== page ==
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Powerful performance as Hayman returns to Rothesay stage

David Hayman hosts a Q&A at Rothesay Pavilion after his performance in 'The Pitiless Storm' on Thursday, September 3, 2014.

David Hayman hosts a Q&A at Rothesay Pavilion after his performance in 'The Pitiless Storm' on Thursday, September 3, 2014.

 

Actor and director David Hayman returned to the Rothesay stage this week as the one-man play ‘The Pitiless Storm’, written by Chris Dolan, continued its Scottish tour.

The play, which received overwhelmingly positive reviews during its Edinburgh Fringe run last month, features Bob Cunningham, an old-fashioned dyed-in-the-wool socialist, Labour supporter and trade unionist, who finds himself plagued by voices from his past as he faces a crisis of conscience ahead of the referendum vote.

Hayman - appearing in Rothesay for the first time since performing Rony Bridges’ solo piece Six and a Tanner in November 2011 - is a confirmed Yes supporter and long-time independence campaigner who approached Dolan to write the piece specifically for him in the run-up to September 18, and as such there’s no attempt to mask the political message of the piece.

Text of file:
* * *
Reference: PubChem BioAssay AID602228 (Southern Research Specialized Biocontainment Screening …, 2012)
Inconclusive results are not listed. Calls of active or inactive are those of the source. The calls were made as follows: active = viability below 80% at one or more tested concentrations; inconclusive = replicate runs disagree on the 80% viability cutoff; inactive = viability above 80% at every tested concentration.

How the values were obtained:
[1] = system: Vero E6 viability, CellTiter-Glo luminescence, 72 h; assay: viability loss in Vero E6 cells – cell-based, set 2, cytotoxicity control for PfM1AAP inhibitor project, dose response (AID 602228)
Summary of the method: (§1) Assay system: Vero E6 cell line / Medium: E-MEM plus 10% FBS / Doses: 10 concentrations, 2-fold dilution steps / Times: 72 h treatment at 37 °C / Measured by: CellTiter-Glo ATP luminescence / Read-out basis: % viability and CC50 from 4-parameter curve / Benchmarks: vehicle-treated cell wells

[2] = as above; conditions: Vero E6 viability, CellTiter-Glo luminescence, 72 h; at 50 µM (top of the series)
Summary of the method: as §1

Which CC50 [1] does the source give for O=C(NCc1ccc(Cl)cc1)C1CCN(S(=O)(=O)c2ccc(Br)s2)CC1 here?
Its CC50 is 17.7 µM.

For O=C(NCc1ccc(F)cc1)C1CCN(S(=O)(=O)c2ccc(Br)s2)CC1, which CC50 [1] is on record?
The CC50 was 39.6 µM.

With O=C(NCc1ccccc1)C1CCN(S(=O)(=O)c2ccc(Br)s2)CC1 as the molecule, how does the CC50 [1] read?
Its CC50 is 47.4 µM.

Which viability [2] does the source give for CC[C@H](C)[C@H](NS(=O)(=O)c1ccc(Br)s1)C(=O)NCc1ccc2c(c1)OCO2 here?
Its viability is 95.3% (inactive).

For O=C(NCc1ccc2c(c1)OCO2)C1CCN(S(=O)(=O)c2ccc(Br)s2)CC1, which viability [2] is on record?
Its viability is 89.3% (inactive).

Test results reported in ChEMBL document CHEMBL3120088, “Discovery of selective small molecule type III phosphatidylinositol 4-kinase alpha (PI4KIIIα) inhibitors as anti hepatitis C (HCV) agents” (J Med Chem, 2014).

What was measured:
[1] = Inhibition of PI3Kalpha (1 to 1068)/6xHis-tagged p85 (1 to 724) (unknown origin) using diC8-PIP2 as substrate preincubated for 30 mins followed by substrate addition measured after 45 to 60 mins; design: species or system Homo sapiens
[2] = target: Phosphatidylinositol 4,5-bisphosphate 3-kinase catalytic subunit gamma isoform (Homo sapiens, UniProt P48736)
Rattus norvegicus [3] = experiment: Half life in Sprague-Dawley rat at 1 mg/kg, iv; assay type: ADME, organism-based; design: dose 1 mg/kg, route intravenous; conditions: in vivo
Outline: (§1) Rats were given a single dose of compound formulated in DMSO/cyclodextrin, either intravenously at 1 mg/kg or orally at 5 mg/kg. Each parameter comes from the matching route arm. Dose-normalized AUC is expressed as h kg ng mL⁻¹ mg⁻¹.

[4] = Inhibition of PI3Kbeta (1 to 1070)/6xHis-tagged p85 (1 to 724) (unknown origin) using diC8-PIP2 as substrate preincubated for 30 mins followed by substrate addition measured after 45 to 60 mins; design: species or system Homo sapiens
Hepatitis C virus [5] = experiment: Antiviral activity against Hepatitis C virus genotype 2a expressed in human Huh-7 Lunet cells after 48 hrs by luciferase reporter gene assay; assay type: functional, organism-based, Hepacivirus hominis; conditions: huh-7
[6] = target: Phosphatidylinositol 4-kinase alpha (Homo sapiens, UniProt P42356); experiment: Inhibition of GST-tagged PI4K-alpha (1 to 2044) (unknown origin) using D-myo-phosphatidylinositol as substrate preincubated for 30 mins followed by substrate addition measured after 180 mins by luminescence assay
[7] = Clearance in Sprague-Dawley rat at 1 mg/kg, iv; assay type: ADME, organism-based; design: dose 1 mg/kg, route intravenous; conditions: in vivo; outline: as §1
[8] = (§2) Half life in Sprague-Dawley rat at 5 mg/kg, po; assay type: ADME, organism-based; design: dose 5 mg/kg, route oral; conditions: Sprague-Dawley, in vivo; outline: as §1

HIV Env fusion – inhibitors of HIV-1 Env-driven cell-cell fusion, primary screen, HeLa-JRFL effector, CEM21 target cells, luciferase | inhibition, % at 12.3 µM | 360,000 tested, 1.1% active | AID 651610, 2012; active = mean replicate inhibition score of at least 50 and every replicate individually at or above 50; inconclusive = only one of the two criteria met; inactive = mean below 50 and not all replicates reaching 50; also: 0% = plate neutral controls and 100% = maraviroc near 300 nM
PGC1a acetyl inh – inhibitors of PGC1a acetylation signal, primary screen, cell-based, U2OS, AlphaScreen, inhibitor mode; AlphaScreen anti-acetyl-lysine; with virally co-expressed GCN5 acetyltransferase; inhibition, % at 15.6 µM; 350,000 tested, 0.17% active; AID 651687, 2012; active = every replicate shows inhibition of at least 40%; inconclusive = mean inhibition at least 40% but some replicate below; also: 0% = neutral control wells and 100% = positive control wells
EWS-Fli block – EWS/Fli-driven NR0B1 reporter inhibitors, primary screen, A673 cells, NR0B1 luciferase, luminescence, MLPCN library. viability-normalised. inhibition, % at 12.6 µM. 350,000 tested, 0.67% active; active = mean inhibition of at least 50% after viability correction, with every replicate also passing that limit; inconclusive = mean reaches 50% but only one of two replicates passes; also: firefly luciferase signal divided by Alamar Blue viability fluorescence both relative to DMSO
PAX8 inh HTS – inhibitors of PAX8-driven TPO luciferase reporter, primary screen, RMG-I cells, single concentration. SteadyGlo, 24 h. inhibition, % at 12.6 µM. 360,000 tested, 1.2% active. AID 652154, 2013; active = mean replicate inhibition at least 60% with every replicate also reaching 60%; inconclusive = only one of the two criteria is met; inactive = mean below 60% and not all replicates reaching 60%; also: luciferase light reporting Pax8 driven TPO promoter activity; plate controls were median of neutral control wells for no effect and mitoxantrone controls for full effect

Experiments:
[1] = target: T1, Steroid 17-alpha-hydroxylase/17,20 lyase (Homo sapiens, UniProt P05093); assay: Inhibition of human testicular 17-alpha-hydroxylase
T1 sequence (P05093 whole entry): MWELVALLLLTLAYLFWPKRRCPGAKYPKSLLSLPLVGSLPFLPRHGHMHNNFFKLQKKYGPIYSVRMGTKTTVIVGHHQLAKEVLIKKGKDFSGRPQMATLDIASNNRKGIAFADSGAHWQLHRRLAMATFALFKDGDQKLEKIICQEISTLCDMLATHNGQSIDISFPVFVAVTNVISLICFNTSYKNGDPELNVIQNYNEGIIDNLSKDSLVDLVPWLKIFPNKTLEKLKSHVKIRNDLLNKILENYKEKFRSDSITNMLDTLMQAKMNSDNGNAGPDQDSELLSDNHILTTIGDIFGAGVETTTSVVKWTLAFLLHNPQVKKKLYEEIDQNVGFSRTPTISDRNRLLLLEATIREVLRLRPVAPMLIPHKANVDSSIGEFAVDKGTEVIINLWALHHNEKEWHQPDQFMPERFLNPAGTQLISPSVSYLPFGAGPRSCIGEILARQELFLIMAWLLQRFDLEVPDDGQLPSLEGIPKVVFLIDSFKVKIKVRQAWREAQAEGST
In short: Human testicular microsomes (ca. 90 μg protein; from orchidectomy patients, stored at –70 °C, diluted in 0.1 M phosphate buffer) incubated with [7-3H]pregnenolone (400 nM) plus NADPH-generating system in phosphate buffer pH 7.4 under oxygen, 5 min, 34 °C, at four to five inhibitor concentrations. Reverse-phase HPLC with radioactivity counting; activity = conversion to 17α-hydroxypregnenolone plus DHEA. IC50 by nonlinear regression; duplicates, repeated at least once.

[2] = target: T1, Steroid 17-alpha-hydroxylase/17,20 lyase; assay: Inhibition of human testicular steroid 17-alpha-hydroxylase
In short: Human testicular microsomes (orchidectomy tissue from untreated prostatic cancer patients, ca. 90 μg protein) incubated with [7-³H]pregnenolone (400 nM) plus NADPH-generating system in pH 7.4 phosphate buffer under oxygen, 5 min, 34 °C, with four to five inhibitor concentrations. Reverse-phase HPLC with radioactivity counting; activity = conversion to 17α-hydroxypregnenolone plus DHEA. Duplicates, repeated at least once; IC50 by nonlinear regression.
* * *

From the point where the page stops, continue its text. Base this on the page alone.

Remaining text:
A question-and-answer session follows each performance of the play, and, at least from the questions posed by his Rothesay Pavilion audience, it appeared Hayman was largely, if not entirely, preaching to the converted. But as a piece of theatre it was raw, dramatic and emotional, brilliantly scripted and powerfully performed and hugely enjoyable as a result.

* More in the next edition of The Buteman - on sale from Thursday, September 11.

 

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